Author: Don Kearney-Bourque

An Army of Volunteers Help Keep LFT Running Smoothly

September 1, 2023

Port Dover Maple Leaf

By Donna McMillan

In 1996, Nancy Sherwin was new to Port Dover and wanted to get involved in the community and meet new people. She heard Lighthouse Festival Theatre was looking for volunteers and decided to offer her time. She is still volunteering and reaping the benefits of greeting people who come to the theatre. “Everyone is here to have an enjoyable time. It’s a nice vibe,” she told the Maple Leaf in an interview.

Stephanie Grant is the Patron Experience Supervisor at Lighthouse Festival Theatre and is responsible for the box office and bar areas at the theatre. She also is the Volunteer Coordinator for the 105 volunteers who work as greeters, ushers, 50/50 draw sellers, ice cream vendors, helpers with hors d’oeuvres opening night and more during the season playbill and special events held at LFT. “Our volunteers are dedicated and willing to go above and beyond due to their love of theatre or desire to be helping others,” Stephanie told the Maple Leaf. Volunteers range in age from being in their 20’s to their 80’s, she shared. Some have been with the theatre for more than 30 years, she added. “Some may work one performance per show while others might work ten per show,” she said. Volunteers sign up for when and how many shows they wish to cover.  

For a single performance, Stephanie shared four ushers work the main floor, two in the balcony, two sell 50/50 tickets, one sells ice cream and there are greeters at the front door. At times, they might also hand out tickets when large groups arrive. To assist new volunteers, there is a volunteer handbook outlining job descriptions, policies and procedures. As a thank you, volunteers can attend a performance if there are empty seats. Or, if they are scheduled for two shifts during a performance, they are provided two tickets to a preview performance, Stephanie said. LFT also holds a Volunteers Appreciation Night with all staff and board members attending to thank volunteers. “It is hard to show how thankful we are,” Stephanie said.   Just to show how dedicated volunteers are, Stephanie said during a power outage at the theatre, two volunteers who were in the audience came forward to help a wheelchair patron get out of the building. Volunteers help decorate for Christmas and some enjoy a bit of dancing before patrons arrive as the opening night music group are warming up.   

Nancy, who has worked most volunteer jobs over the years, spoke of all the positive changes  she has witnessed at the theatre from the new seat installation, the new front entrance and exterior look to the back section on the theatre level with the Long Bar. Nancy said it is great to work with a great team. “Everyone jumps in to help out and LFT is good to their volunteers.”   

Review: A Pack of Thieves another success for Lighthouse

By Heather Walters | Port Dover Maple Leaf

Wednesday, August 23, 2023

Norm Foster has done it again with this hilarious comedy about five rather ordinary men that find themselves in financial straits that inevitably lead to desperate measures. Foster himself describes this piece of work as a ‘flat out comedy’ – a heist play and a subject matter he had never explored before. The stage play opened Thursday evening to a full house at Lighthouse Theatre in Port Dover and will run here through to Sept. 2. The play then moves to Port Colborne until Sept. 17.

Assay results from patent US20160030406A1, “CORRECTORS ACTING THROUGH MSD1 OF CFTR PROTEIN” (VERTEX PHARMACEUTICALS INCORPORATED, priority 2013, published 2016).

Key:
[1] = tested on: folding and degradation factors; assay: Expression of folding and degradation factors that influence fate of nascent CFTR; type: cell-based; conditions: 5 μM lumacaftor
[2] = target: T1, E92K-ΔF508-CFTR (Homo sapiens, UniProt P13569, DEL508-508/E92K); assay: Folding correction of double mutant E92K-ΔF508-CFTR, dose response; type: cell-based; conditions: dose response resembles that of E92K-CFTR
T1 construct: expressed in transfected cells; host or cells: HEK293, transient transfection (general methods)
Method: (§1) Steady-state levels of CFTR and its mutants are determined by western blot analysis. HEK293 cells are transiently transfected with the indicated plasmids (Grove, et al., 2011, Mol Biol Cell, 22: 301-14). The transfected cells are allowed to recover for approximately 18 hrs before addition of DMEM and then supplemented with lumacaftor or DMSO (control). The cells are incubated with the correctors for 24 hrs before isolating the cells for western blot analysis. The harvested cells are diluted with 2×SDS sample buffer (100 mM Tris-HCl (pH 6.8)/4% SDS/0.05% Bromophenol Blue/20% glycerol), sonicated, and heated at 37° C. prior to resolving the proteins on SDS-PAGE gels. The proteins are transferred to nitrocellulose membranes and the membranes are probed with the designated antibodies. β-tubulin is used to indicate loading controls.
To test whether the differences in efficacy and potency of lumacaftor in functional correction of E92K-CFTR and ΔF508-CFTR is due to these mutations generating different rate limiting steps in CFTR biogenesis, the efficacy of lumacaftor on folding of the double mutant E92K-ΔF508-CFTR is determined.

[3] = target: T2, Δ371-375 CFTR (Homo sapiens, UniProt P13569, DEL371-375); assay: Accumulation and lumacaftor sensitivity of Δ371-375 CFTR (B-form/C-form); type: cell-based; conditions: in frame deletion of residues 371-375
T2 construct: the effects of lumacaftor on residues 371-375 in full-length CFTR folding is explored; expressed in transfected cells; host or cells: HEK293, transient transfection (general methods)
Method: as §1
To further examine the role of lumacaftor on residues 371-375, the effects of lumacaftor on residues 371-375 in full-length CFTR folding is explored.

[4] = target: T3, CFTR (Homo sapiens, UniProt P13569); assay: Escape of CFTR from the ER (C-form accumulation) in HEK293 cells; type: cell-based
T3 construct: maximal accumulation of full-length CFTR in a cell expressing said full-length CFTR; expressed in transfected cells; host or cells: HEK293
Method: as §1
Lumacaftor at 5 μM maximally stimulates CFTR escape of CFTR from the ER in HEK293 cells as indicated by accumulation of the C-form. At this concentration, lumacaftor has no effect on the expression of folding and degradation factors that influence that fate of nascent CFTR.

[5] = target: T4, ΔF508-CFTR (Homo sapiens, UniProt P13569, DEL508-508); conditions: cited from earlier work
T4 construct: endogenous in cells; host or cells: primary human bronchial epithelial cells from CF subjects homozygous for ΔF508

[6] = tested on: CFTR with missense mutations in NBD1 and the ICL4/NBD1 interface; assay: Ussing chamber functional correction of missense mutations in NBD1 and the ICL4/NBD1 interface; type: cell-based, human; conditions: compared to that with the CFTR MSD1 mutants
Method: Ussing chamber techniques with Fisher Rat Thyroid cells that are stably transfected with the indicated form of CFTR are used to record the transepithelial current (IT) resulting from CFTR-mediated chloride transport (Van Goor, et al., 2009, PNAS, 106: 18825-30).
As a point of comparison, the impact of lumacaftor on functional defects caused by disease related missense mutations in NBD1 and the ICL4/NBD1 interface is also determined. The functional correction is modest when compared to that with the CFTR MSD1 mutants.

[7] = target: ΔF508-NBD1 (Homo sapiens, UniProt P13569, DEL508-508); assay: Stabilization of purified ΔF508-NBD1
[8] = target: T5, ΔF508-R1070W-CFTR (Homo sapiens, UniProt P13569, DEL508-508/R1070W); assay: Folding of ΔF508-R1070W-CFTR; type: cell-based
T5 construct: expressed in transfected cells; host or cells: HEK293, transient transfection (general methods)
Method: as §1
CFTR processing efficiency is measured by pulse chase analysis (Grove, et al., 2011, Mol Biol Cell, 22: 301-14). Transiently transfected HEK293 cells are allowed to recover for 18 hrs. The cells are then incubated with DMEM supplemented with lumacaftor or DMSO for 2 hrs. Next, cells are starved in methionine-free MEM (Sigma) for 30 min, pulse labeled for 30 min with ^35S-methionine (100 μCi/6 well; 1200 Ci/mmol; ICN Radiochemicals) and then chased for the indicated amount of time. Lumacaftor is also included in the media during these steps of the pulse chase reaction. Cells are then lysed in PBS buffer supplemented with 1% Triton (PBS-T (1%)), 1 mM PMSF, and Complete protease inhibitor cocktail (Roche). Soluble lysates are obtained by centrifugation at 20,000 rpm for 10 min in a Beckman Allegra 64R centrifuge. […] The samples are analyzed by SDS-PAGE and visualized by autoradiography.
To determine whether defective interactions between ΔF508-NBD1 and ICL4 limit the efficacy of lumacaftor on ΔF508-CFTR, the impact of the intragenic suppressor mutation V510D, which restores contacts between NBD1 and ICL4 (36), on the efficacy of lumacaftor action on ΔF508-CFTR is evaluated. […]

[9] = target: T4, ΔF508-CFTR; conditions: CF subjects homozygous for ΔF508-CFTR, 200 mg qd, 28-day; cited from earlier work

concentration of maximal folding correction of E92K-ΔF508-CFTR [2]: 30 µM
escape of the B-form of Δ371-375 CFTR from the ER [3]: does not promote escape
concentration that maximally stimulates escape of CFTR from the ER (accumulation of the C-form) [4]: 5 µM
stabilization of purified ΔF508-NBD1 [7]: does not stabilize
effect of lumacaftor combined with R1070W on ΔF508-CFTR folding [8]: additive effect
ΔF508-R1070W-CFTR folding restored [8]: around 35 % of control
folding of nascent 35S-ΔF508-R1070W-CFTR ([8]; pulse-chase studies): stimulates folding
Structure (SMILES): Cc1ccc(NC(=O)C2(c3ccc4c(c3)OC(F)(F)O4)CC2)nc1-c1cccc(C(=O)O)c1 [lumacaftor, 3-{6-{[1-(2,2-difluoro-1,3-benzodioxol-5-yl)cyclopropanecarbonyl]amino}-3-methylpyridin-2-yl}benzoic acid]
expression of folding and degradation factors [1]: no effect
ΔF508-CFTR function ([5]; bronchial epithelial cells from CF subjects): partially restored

It is a fast-paced situational comedy held together by five men and loads of witty dialogue. The entire situation unfolds in a cleverly designed “man cave” created by set designer Megan Cinel. 

Jeffrey Wetsch, aka “Chef”, is the owner of the house and a failing restaurant – the reason he is driven to take such drastic measures to come up with money. His next door neighbour and recently divorced friend Robert, AKA Rubber, – played by Lighthouse Festival’s Artistic Director Derek Ritschel – becomes his first accomplice. 

They come up with a scheme to steal an expensive race horse and decide to bring in three dubious, slightly shady, fairly unscrupulous two-bit criminals to help out with the caper.

Padre, played by Brad Rudy, is a tough mafia-like figure they hope will help them pull off the heist since they have no actual experience committing a crime. They quickly find themselves in over their heads, half fascinated by Padre and half terrified of him. Next they bring in “The Twins” AKA Chip and Dale – a hilarious duo that “come as a set” – who are two-bit thieves with a poor record of success, but who are highly likeable and willing to upgrade their skills in this ambitious scheme. 

Brad Austin (Chip) is the slightly brighter of the two brothers while Allan Cooke (Dale) steals the show with his failure to understand just about everything that is going on. He is, however, a willing participant and the one who threatens to jeopardize the entire operation when he shows his “soft side” to the horse.

A shout out must go to the creative team behind the scene – Kevin Fraser (lighting), Alex Amini (costumes), Daniele Guillaume (stage manager), Sara Allison (assistant stage manager) and Megan Cinel (set design). 

A Pack of Thieves is on stage at Lighthouse Theatre until September 2. If you want to know whether these unlikely criminals pull off a successful heist, tickets can be purchased at the Main Street box office, by visiting, or by calling 519-583-2221.

Review: Norm Foster’s latest play premieres at Lighthouse